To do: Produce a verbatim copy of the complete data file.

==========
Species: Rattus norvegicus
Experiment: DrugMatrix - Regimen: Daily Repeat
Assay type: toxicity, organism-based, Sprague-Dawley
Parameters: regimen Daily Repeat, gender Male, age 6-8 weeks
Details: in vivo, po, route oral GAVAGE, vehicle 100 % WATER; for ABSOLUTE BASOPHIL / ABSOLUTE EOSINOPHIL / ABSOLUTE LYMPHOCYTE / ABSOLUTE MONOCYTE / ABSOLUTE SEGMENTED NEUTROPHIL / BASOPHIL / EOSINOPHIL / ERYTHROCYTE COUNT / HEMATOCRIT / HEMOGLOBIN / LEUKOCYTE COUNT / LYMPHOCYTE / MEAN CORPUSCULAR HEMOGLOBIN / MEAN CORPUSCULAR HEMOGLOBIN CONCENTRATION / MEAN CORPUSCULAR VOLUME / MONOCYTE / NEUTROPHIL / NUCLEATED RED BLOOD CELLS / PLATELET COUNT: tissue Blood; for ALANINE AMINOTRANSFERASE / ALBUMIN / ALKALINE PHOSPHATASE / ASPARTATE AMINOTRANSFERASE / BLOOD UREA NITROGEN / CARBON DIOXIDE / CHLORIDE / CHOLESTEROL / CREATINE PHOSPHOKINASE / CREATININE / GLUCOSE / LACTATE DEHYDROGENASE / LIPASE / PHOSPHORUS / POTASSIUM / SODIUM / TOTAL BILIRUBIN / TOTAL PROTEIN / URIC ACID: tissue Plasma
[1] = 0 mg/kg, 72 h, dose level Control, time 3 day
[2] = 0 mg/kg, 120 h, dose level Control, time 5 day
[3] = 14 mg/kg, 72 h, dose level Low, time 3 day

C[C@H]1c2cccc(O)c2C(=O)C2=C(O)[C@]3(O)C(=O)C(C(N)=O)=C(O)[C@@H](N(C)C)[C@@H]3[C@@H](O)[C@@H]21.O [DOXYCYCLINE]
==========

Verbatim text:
Species: Rattus norvegicus
Experiment: DrugMatrix - Regimen: Daily Repeat
Assay type: toxicity, organism-based, Sprague-Dawley
Parameters: regimen Daily Repeat, gender Male, age 6-8 weeks
Details: in vivo, po, route oral GAVAGE, vehicle 100 % WATER; for ABSOLUTE BASOPHIL / ABSOLUTE EOSINOPHIL / ABSOLUTE LYMPHOCYTE / ABSOLUTE MONOCYTE / ABSOLUTE SEGMENTED NEUTROPHIL / BASOPHIL / EOSINOPHIL / ERYTHROCYTE COUNT / HEMATOCRIT / HEMOGLOBIN / LEUKOCYTE COUNT / LYMPHOCYTE / MEAN CORPUSCULAR HEMOGLOBIN / MEAN CORPUSCULAR HEMOGLOBIN CONCENTRATION / MEAN CORPUSCULAR VOLUME / MONOCYTE / NEUTROPHIL / NUCLEATED RED BLOOD CELLS / PLATELET COUNT: tissue Blood; for ALANINE AMINOTRANSFERASE / ALBUMIN / ALKALINE PHOSPHATASE / ASPARTATE AMINOTRANSFERASE / BLOOD UREA NITROGEN / CARBON DIOXIDE / CHLORIDE / CHOLESTEROL / CREATINE PHOSPHOKINASE / CREATININE / GLUCOSE / LACTATE DEHYDROGENASE / LIPASE / PHOSPHORUS / POTASSIUM / SODIUM / TOTAL BILIRUBIN / TOTAL PROTEIN / URIC ACID: tissue Plasma
[1] = 0 mg/kg, 72 h, dose level Control, time 3 day
[2] = 0 mg/kg, 120 h, dose level Control, time 5 day
[3] = 14 mg/kg, 72 h, dose level Low, time 3 day

C[C@H]1c2cccc(O)c2C(=O)C2=C(O)[C@]3(O)C(=O)C(C(N)=O)=C(O)[C@@H](N(C)C)[C@@H]3[C@@H](O)[C@@H]21.O [DOXYCYCLINE]